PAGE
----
The images in this unit unless otherwise noted are illustrations from the 1898 edition of the Dianshizhai huabao, generously provided by the Sterling Memorial Library at Yale University. We are grateful to Ellen Hammond and the Yale Visual Resources Collection for digitization of the text.



Chapter 1: Picture Windows

This and much of the information that follows is drawn from Rudolf G. Wagner, “Joining The Global Imaginaire: the Shanghai Illustrated Newspaper Dianshizhai huabao” in Joining the Global Public: Word, Image, and City in Early Chinese Newspapers, 1870–1910, ed. by Wagner (Albany: SUNY Press, 2007), pp. 105-174; and Ye Xiaoqing, The Dianshizhai Pictorial: Shanghai Urban Life, 1884–1898 (Ann Arbor: University of Michigan Press, 2003).

Cynthia Brokaw, “Commercial Woodblock Printing in the Qing (16441911) and the Transition to Modern Print Technology” in From Woodblocks to the Internet: Chinese Publishing and Print Culture in Transition, Circa 1800 to 2008, ed. by Brokaw and Christopher A. Reed (Leiden: Brill, 2010), pp. 39-58.

Translation adapted from Wagner, p. 134.

The edition we reproduce here is not the original run, but a later reprint that excises the supplementary material described here, as well as the dates (see Wagner, p. 131.) The Introduction to Part II of this unit gives the background of our version of the Dianshizhai.

Chapter 2: Shanghai Myths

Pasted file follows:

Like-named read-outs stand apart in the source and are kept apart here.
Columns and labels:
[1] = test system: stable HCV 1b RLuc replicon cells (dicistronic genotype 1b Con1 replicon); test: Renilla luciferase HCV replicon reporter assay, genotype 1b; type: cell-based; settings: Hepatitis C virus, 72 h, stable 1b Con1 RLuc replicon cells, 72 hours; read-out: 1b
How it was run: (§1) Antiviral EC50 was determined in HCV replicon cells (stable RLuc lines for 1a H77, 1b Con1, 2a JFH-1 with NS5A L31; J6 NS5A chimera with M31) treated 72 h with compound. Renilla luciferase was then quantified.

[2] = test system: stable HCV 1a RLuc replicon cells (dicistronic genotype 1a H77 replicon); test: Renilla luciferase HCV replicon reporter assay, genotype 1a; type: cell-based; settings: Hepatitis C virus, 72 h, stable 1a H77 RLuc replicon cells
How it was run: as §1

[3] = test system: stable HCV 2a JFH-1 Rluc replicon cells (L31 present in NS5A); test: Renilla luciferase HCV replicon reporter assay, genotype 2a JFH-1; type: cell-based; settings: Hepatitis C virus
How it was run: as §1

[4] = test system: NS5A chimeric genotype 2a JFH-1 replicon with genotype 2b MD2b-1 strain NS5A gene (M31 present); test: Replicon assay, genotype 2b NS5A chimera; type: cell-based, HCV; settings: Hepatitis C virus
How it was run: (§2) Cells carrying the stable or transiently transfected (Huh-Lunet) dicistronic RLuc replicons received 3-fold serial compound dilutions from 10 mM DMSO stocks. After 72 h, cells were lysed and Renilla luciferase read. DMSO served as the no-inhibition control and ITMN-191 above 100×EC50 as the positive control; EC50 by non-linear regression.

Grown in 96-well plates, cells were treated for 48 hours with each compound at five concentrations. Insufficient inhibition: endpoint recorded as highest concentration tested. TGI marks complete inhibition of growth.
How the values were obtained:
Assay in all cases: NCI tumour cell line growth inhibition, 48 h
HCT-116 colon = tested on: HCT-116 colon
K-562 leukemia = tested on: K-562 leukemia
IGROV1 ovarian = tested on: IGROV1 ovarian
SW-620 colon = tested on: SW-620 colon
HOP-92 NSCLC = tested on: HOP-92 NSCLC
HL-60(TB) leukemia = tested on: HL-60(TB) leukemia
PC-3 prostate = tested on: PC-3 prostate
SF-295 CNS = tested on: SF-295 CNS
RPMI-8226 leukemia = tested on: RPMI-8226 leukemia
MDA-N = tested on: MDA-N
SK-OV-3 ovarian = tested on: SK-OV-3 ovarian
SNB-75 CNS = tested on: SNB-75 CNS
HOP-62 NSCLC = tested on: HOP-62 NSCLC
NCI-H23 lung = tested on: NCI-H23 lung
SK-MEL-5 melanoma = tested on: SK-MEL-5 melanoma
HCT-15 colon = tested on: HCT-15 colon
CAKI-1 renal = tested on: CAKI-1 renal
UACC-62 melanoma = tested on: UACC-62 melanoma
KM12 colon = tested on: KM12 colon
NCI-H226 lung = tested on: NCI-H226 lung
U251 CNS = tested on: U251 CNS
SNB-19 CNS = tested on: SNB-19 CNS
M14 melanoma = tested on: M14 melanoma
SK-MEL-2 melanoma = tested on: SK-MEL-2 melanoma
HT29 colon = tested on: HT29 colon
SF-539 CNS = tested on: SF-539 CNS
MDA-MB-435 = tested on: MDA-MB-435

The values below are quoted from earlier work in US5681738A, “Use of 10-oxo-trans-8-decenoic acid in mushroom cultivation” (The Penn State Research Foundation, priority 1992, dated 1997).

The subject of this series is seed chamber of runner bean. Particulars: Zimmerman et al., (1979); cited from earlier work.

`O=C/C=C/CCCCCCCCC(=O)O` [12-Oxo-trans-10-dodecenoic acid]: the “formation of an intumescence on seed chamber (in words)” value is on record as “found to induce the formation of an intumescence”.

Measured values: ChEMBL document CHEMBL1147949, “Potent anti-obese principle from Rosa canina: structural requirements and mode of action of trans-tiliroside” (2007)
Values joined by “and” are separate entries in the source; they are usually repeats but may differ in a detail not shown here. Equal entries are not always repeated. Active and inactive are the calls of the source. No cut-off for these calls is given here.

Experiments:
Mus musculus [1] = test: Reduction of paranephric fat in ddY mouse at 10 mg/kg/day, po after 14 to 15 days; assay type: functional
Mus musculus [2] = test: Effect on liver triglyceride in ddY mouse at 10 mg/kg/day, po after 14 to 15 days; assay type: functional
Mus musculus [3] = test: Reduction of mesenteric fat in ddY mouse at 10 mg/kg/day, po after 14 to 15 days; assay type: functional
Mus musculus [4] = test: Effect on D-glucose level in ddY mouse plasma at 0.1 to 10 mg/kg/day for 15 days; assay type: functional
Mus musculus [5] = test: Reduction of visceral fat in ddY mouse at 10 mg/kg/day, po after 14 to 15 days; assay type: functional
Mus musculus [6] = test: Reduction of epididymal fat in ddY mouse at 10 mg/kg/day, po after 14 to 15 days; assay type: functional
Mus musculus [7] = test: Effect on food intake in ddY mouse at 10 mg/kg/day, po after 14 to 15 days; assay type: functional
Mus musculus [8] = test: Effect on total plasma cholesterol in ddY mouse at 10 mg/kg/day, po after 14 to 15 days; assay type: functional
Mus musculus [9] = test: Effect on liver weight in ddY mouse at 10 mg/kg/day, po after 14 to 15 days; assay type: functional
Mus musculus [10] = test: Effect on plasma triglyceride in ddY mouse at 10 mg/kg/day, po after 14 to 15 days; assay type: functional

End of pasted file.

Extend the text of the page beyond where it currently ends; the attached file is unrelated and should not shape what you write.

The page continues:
Michael Sorkin, “See You in Disneyland” in idem., ed., Variations on a Theme Park: The New American City and the End of Public Space (New York: Hill and Wang, 1992), pp. 205-232.

Mike Davis, City of Quartz: Excavating the Future in Los Angeles (New York: Vintage, 1990). For more on Shanghai-L.A. parallels, see my "Comparing 'Incomparable' Cities: Postmodern Los Angeles and Old Shanghai," Contention: Debates in Culture, Society and Science, Spring 1996, pp. 69-90.

See Wasserstrom, Global Shanghai, 1850-2010 (Routledge, 2009), pp. 4-6 and passim, for a fuller explanation of this version of the city’s past and relevant citations. For a recent reiteration of the “fishing village” idea, see the following statement in “A Short History of Shanghai” (2006, attributed to Fodor’s Travel) that appears in the New York Times: “Until 1842 Shanghai's location made it merely a small fishing village.”

For the history of the Bund, as evidenced through images, see “The Shanghai Bund: A History through Visual Sources”; on Fonteyn quote, see Barbara Baker, ed., Shanghai: Electric and Lurid City: An Anthology (Hong Kong: Oxford University Press, 1998).

For examples, see the illustrations scattered through Ye Xiaoqing, The Dianshizhai Pictorial: Shanghai Urban Life 1884-1898 (Ann Arbor: University of Michigan Center for Chinese Studies, 2003), such as the images of Chinese convict laborers laying down a macadamized road (p. 43), Chinese using Western-style horse-drawn coaches (p. 45), Chinese standing before the Big Ben-style Customs House clock installed in 1893 (p. 74), and a Western customer being waited on by Chinese shop workers in a store selling imported goods (p. 75).

A postcard showing a Sikh policeman in the Public Garden. There were also police from Indochina in the French Concession police force, two of whom are portrayed in this photograph, but they are not as iconical as the Sikh, who were frequently featured in International Settlement postcards.